Associated Student Body Clubs and Events Board President Jeremy Diefenbacher has denied requests for interviews from the Current as students speak out in the wake of his use of the term “trannies” for transgender individuals at a board meeting.
“Shoot our trannies,” Diefenbacher said at a CAEB meeting on Tuesday, Nov. 18.
Diefenbacher made those remarks after Britaney Hilleson, the CAEB representative for Fierce, the LGBTA student organization at American River College, mentioned that Thursday, Nov. 20 is observed as Transgender Remembrance Day to call to mind transgender people who have been murdered because of their gender identity.
The student government, of which CAEB is a part, has been accused in the past of taking positions that are insensitive to LGBT students, most notably when they voted in 2008 to endorse Proposition 8, which banned same-sex marriage in California until it was overturned in federal court in 2013.
After the Current posted a story online written by John Ferrannini quoting Diefenbacher’s remarks, Diefenbacher wrote a letter to the editor saying that his remarks were taken out of context.
“Seeing as the press and the government traditionally have an adversarial relationship, his (Ferrannini’s) simple manipulations come as no surprise,” the letter said. “If anyone has been offended by quotations that the ASB correspondent for the Current has chosen to publish entirely out of context, I offer my deepest apologies.”
Diefenbacher cancelled an in-person interview with Ferrannini, requesting another reporter.
The Current provided Barbara Harvey, but Diefenbacher again declined to be interviewed when Harvey didn’t want to conduct the interview in his office.
Fierce President Brett Spencer condemned Diefenbacher’s comments.
“What Mr. Diefenbacher said was inappropriate and it should not have been said,” said Spencer. “In the broad sociological perspective, the word ‘tranny’ is generally not acceptable. The word transgender is the preferred terminology.”
Spencer said he talked with Diefenbacher, urging him to use language more sensitive to transgender individuals.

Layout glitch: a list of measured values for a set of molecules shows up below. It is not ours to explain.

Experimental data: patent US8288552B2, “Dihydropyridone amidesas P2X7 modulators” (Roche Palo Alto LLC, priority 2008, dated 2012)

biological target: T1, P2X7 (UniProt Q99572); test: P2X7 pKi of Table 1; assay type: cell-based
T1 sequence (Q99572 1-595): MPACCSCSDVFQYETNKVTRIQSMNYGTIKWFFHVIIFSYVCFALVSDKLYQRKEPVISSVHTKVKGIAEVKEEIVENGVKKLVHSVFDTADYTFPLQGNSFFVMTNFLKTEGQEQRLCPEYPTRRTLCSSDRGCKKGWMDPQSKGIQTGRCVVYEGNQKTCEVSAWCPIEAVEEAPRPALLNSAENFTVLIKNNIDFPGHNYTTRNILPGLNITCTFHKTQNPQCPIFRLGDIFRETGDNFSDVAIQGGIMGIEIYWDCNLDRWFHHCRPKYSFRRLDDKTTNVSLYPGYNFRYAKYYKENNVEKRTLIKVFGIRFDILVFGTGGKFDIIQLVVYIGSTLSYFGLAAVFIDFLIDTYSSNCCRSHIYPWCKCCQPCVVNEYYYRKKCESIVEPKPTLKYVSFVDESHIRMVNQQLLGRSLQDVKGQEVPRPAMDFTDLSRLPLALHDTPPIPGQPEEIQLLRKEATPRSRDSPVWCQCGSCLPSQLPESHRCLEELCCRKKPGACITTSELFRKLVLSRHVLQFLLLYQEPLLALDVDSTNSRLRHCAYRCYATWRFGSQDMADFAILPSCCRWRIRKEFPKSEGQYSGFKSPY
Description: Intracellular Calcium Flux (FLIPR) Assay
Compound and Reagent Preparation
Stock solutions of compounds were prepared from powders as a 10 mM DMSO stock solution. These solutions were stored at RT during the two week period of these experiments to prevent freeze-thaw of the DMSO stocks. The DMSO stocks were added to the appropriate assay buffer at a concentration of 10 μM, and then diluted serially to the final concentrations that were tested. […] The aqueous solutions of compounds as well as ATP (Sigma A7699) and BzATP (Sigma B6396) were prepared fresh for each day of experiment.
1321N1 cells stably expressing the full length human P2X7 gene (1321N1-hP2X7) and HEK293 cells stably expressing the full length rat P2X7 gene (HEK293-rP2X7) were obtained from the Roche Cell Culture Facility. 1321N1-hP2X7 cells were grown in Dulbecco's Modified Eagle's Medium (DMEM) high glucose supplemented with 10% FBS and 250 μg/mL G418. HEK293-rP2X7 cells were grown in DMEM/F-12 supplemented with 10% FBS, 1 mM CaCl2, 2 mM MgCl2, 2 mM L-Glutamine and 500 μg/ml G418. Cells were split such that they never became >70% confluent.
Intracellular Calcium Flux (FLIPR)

“I think that this is a big learning opportunity because I have spoken with Mr. Diefenbacher and he is aware of intent versus impact and when he should be aware of who is listening when he chooses to speak,” said Spencer.
Hilleson defended Diefenbacher, saying in a prepared statement that “I believe the quote in the Current is completely out of context.”
She did clarify, however, that Diefenbacher should have more discretion in his word selection.
“I think that he needs to learn how to be a little more politically correct and avoid a lot of miscommunication,” said Hilleson.
Hilleson said that Diefenbacher using the term “tranny” is understandable considering that he identifies as gay.
“It’s just kind of how we communicate with each other,” said Hilleson.
Tamara Dunning, who is acting as ASB student senate president, said that Diefenbacher should not have used the word “tranny” but that he didn’t intend to cause offense.
“Do I think he should not have used these specific term ‘tranny’? Yes, I think he definitely should not have used the term ‘tranny.’ He could have used transgender, he could have used other words, but I don’t think his intention at all was (to offend and hurt people),” said Dunning.
Spencer urged people not to use language that might cause animosity.
“What is important is when we as individuals choose our language we need to be aware of whether we are being culturally sensitive and appropriate in a space that’s filled with other people,” said Spencer.
“A conversation that’s in a group, in a public space, should be appropriate, it should be sensitive, and it should adequately reflect whatever culture it is we’re talking about.”